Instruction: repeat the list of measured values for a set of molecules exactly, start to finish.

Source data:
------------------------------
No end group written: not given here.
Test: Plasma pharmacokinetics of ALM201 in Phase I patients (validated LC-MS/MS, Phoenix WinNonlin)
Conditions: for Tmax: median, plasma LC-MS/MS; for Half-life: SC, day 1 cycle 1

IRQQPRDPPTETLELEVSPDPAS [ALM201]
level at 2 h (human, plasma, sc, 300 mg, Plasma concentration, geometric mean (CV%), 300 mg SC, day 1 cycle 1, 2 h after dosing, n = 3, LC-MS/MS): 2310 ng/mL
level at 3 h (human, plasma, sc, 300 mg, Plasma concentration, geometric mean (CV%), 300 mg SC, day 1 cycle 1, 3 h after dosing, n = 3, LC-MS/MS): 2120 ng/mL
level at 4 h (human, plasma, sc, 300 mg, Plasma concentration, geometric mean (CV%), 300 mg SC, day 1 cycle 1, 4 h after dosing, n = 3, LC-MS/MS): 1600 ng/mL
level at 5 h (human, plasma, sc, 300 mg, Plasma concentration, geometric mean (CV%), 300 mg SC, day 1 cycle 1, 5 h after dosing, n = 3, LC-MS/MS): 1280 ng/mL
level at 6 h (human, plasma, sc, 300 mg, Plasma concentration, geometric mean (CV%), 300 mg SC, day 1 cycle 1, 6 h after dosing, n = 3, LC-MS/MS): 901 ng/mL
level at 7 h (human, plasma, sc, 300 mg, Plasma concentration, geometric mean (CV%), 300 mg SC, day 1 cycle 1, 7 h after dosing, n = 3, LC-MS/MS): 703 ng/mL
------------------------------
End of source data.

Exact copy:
No end group written: not given here.
Test: Plasma pharmacokinetics of ALM201 in Phase I patients (validated LC-MS/MS, Phoenix WinNonlin)
Conditions: for Tmax: median, plasma LC-MS/MS; for Half-life: SC, day 1 cycle 1

IRQQPRDPPTETLELEVSPDPAS [ALM201]
level at 2 h (human, plasma, sc, 300 mg, Plasma concentration, geometric mean (CV%), 300 mg SC, day 1 cycle 1, 2 h after dosing, n = 3, LC-MS/MS): 2310 ng/mL
level at 3 h (human, plasma, sc, 300 mg, Plasma concentration, geometric mean (CV%), 300 mg SC, day 1 cycle 1, 3 h after dosing, n = 3, LC-MS/MS): 2120 ng/mL
level at 4 h (human, plasma, sc, 300 mg, Plasma concentration, geometric mean (CV%), 300 mg SC, day 1 cycle 1, 4 h after dosing, n = 3, LC-MS/MS): 1600 ng/mL
level at 5 h (human, plasma, sc, 300 mg, Plasma concentration, geometric mean (CV%), 300 mg SC, day 1 cycle 1, 5 h after dosing, n = 3, LC-MS/MS): 1280 ng/mL
level at 6 h (human, plasma, sc, 300 mg, Plasma concentration, geometric mean (CV%), 300 mg SC, day 1 cycle 1, 6 h after dosing, n = 3, LC-MS/MS): 901 ng/mL
level at 7 h (human, plasma, sc, 300 mg, Plasma concentration, geometric mean (CV%), 300 mg SC, day 1 cycle 1, 7 h after dosing, n = 3, LC-MS/MS): 703 ng/mL